A report commissioned by Deloitte released this year suggests that over the next decade, Australia will face significant skills shortages. And while the government has a significant role to play, addressing the human skills shortage is everyone’s responsibility. Businesses, and even individuals, have the opportunity to proactively focus on human skills. Doing so could unlock more human capital to power the economy going forward.”
Companies are increasingly embracing new digital technologies and automation tools, allowing professionals to focus more on strategic, innovative and customer-focused work. This trend is expected to drive emerging job opportunities and growth in IT, communications, finance, insurance and professional services.
Robert Half has put together its insights from placing graduates and shares five useful tips for those entering the workforce
1. Equip yourself with in-demand technical skills
According to the 2019 Robert Half Salary Guide, digitisation is transforming roles and processes across a range of industries, including in the finance and accounting sector. Companies are looking for finance and accounting professionals who can demonstrate skills in areas like Microsoft Dynamics 365, SAP/Oracle and are Chartered Accountant or Certified Practising Accountant accredited. In the financial services sector, the top skills in demand include IFRS 17 reporting, fund accounting and regulatory reporting. Experience comes from on-the-job training, so undertaking professional development programs and internships before finishing study can help foster this.
Within the IT industry, candidates with backgrounds in coding, especially Java, C#, C++, and in particular React are in high demand. At a minimum, new graduates should ensure they are able to read, work with, interpret and tell stories through data identifying and matching high appetite skills allows graduates to provide tangible value to an employer and as such distinguish themselves in the pool of competing applicants.
2. Soft skills matter
Alongside technical knowledge and digital prowess, emotional intelligence is becoming increasingly valued. Soft skills such as communication and negotiation, teamwork, creative problem solving and adaptability are now considered critical to career success, due to their role in influencing organisational stakeholders and making data-driven, strategic decisions.
Take, for example, the role of an accountant. Many businesses now have access to sophisticated automation software and AI, so they’re increasingly looking for trusted advisors that are excellent communicators, not just bookkeepers.
Following the Royal Banking Commission, financial institutions are under pressure to makeover their corporate culture and are looking to hire ethical talent with excellent personal skills.
To bolster their soft skills, new and upcoming graduates have a number of options available to compensate for the lack of professional experience. Internships, volunteering, temporary/part-time work, and adopting a ‘constant learning’ mindset can all help improve their employability in a thriving but highly competitive job market.
3. Prioritise professional development
With technology evolving faster than ever before, it is necessary for professionals to upskill regularly throughout their careers. In a skills-short labour market, public and private institutions alike recognise the need to train the incumbent workforce in high-demand skills, creating a new frontier of employable candidates that can then match and offset skill areas where industries are lacking.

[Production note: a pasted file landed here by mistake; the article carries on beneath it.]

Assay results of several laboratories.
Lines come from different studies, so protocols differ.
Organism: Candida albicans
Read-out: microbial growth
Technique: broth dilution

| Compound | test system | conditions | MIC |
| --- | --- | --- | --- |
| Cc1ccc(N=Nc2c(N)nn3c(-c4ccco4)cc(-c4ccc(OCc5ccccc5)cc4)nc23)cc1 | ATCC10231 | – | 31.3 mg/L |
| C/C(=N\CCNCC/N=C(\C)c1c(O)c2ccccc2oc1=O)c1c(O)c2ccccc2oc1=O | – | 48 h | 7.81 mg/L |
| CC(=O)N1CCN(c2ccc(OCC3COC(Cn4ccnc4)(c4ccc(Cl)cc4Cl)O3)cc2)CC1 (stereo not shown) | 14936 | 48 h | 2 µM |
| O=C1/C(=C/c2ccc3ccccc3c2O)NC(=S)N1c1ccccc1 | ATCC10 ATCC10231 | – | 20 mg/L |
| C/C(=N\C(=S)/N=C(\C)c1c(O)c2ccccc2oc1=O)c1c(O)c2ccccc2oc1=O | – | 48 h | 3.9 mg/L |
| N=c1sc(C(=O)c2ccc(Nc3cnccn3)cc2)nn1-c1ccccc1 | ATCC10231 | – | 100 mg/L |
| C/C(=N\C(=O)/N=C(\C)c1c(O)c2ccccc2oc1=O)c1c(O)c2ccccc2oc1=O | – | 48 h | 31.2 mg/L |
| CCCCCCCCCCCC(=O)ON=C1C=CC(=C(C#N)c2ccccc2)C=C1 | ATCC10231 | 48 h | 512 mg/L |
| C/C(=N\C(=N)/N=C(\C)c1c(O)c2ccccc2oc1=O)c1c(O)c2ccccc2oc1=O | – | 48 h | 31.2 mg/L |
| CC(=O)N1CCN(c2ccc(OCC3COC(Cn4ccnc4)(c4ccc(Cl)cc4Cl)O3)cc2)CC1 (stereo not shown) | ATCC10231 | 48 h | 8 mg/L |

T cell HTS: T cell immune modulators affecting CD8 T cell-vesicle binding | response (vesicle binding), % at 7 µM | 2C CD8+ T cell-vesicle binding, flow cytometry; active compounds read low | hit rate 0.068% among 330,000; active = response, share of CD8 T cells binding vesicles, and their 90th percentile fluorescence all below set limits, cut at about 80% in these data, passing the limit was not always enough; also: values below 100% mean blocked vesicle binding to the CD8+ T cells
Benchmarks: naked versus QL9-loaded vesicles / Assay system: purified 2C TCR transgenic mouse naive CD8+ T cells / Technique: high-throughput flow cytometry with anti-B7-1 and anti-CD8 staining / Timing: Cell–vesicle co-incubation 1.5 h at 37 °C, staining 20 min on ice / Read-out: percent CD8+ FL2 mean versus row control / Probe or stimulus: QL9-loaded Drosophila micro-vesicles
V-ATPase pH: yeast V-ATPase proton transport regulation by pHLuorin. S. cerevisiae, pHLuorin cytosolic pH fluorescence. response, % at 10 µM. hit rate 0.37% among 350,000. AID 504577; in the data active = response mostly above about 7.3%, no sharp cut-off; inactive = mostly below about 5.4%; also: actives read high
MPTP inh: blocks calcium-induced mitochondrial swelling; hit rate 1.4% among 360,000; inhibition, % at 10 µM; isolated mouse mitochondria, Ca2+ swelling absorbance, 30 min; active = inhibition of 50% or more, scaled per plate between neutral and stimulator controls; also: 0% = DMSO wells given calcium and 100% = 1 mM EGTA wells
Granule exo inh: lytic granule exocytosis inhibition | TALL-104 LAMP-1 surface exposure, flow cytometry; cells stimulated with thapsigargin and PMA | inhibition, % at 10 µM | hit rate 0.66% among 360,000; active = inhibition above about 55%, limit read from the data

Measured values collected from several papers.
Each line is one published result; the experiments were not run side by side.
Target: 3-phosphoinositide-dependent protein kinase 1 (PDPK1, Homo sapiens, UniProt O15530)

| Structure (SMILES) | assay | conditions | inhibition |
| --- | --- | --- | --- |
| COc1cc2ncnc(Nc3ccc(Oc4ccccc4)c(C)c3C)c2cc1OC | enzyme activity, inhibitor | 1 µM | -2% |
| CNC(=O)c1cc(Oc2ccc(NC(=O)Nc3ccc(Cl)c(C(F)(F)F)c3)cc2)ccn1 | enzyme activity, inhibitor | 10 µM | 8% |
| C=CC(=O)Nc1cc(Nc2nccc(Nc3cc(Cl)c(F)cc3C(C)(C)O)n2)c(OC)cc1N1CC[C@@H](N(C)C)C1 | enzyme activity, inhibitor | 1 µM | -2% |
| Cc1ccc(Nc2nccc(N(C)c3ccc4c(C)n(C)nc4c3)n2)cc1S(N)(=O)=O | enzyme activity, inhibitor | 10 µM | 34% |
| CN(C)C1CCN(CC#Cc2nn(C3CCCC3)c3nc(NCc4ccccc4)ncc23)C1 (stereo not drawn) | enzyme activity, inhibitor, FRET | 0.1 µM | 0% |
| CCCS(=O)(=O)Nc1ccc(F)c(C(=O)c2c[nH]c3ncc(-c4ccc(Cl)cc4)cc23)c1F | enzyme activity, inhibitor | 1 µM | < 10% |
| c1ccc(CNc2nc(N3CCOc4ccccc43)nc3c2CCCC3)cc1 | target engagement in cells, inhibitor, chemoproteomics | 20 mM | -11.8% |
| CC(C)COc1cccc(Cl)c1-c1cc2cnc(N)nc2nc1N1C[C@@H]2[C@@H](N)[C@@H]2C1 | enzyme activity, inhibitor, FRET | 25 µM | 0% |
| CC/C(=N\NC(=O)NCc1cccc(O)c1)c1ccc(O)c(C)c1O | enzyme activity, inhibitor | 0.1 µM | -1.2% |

Australian youth skills-focused programs include Microsoft’s National Skills Program, Qlik’s Data Literacy Program, and the Australian Government’s recently announced Skills Package for the VET sector.
Professionals entering the employment market would also benefit from choosing an employer who values upskilling and makes professional development and training a part of their ongoing activities. Training staff in both technical and soft skills is not only beneficial to the graduates’ careers, but it also encourages them to stay with the company.
4. Job for life is obsolete
While job-hopping has been traditionally frowned upon, many Australian employers have taken a more favourable attitude towards professionals who change jobs frequently.
While the broad and diverse skills that come with multiple jobs can help accelerate career advancement, it’s also recommended that Australian professionals who are still early in their career find a comfortable balance for themselves, as taking time to ‘grow into’ a role shows a loyalty that employers may reward with promotions and pay increases later on. Generally, however, young Australian professionals should not feel shy about seeking new opportunities if they feel they are lacking in their current workplace.
5. Consider temporary jobs
Graduates should also consider temporary or project work. Working on an interim basis can help people entering the employment market learn new skills and experience and build their professional network. Through these employment opportunities, they can also determine what type of company they’d like to work for over the long term. Many employers are receptive towards hiring temporary staff as they realise the benefits offered by having a mix of both contract and permanent staff, with 72% of CFOs surveyed for the 2019 Robert Half Salary Guide saying that contract workers are a key component of their department’s long-term staffing strategy.